PEOPLE v. GARCIA

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Supreme Court, Appellate Division, Second Department, New York.

The PEOPLE, etc., respondent, v. Danny GARCIA, a/k/a Jason Deleon, a/k/a Jacob Guereo, appellant.

Decided: November 27, 2007

ROBERT A. SPOLZINO, J.P., MARK C. DILLON, DANIEL D. ANGIOLILLO and THOMAS A. DICKERSON, JJ. Gary M. Gash, White Plains, N.Y. (Neal D. Futerfas of counsel), for appellant. Janet DiFiore, District Attorney, White Plains, N.Y. (Maria Wager, Richard Longworth Hecht, and Anthony J. Servino of counsel), for respondent.

Appeal by the defendant from a judgment of the Supreme Court, Westchester County (West, J.), rendered December 11, 2002, convicting him of attempted rape in the first degree, attempted rape in the second degree, criminal use of a firearm in the second degree, unlawful imprisonment in the first degree, and endangering the welfare of a child, upon a jury verdict, and imposing sentence.

ORDERED that the judgment is affirmed.

 Viewing the evidence in the light most favorable to the prosecution (see People v. Contes, 60 N.Y.2d 620, 467 N.Y.S.2d 349, 454 N.E.2d 932), we find that it was legally sufficient to establish the defendant's guilt beyond a reasonable doubt.   Moreover, resolution of issues of credibility is primarily a matter to be determined by the jury, which saw and heard the witnesses, and its determination should be accorded great deference on appeal (see People v. Romero, 7 N.Y.3d 633, 644-645, 826 N.Y.S.2d 163, 859 N.E.2d 902;  People v. Mateo, 2 N.Y.3d 383, 410, 779 N.Y.S.2d 399, 811 N.E.2d 1053, cert. denied 542 U.S. 946, 124 S.Ct. 2929, 159 L.Ed.2d 828).   Upon the exercise of our factual review power (see CPL 470.15[5] ), we are satisfied that the verdict of guilt was not against the weight of the evidence (see People v. Romero, 7 N.Y.3d at 644-645, 826 N.Y.S.2d 163, 859 N.E.2d 902).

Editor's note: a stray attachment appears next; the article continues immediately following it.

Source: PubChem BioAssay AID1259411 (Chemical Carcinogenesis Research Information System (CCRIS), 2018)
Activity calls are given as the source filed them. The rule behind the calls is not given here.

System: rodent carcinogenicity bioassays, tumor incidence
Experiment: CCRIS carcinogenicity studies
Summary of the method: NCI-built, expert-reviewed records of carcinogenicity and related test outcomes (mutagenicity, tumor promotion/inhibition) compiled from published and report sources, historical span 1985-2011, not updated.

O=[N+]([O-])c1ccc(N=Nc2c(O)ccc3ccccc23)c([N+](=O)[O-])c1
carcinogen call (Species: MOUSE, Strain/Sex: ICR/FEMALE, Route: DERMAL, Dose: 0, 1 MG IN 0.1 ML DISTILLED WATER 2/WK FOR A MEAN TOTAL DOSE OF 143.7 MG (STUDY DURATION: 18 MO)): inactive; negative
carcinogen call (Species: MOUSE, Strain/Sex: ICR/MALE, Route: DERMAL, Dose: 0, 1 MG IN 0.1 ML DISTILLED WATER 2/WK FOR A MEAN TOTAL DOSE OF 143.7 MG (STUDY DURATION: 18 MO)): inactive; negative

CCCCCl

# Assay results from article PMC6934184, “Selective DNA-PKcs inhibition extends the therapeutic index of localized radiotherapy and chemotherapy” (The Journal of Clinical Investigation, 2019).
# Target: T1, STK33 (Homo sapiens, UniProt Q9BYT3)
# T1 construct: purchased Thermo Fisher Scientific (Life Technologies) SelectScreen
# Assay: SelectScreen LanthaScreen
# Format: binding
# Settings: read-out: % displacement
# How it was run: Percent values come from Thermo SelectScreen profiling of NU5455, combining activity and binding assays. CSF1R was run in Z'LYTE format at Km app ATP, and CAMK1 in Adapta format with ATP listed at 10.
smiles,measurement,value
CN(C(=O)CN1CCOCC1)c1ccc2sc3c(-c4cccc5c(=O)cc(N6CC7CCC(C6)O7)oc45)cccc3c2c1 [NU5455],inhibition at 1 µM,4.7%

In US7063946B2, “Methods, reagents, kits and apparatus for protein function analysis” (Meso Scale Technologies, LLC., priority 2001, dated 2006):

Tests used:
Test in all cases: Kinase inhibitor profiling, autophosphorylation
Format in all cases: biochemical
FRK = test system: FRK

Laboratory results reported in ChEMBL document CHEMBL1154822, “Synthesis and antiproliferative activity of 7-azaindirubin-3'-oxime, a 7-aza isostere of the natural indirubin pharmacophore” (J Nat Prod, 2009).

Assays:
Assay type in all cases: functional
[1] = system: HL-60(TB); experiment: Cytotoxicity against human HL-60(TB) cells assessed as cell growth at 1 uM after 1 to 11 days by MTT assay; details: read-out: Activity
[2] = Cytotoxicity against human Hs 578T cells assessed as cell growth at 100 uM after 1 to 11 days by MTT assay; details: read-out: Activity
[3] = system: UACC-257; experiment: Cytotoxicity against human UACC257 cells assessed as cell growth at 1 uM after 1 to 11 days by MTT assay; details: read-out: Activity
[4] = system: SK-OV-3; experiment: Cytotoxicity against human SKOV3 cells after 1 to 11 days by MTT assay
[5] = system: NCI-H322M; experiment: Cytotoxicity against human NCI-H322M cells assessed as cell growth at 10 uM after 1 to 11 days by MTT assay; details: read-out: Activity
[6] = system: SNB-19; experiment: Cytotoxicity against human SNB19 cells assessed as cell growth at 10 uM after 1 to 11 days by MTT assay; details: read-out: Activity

Contrary to the defendant's contention, the hearing court's Sandoval ruling (see People v. Sandoval, 34 N.Y.2d 371, 357 N.Y.S.2d 849, 314 N.E.2d 413) constituted a provident exercise of its discretion.   The fact that the defendant may have been the only possible source of testimony for his defense increased the importance of his credibility and his testimony, and did not mandate a ruling prohibiting inquiry about his prior conduct (see People v. Cruz, 21 A.D.3d 967, 968, 801 N.Y.S.2d 65).

The sentence imposed was not excessive (see People v. Suitte, 90 A.D.2d 80, 455 N.Y.S.2d 675).

The defendant's remaining contentions are unpreserved for appellate review and, in any event, without merit.

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